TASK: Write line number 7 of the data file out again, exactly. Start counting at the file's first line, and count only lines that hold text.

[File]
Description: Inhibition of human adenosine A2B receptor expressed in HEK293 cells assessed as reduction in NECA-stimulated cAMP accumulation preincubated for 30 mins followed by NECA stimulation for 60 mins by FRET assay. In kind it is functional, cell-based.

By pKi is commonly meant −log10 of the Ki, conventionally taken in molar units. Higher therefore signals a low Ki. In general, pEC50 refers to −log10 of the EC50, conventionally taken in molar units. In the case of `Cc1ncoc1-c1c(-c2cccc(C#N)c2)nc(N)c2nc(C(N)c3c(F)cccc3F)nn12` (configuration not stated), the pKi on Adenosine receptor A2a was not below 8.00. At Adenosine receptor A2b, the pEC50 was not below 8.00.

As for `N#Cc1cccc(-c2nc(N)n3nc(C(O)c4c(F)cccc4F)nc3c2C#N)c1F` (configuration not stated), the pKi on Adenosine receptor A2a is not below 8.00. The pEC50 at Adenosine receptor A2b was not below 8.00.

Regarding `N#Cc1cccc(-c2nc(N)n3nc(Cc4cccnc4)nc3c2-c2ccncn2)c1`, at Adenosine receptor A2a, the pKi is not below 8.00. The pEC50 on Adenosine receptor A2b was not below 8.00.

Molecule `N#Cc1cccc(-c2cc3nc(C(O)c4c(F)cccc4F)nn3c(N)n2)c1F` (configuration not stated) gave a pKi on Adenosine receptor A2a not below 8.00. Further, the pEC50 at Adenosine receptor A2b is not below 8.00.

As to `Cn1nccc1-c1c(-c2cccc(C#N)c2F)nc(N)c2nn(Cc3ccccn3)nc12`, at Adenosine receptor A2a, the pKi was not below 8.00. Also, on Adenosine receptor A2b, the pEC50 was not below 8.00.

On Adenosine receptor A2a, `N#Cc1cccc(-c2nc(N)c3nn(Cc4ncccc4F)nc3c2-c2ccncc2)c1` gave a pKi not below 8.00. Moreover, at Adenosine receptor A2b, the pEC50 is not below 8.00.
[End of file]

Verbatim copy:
On Adenosine receptor A2a, `N#Cc1cccc(-c2nc(N)c3nn(Cc4ncccc4F)nc3c2-c2ccncc2)c1` gave a pKi not below 8.00. Moreover, at Adenosine receptor A2b, the pEC50 is not below 8.00.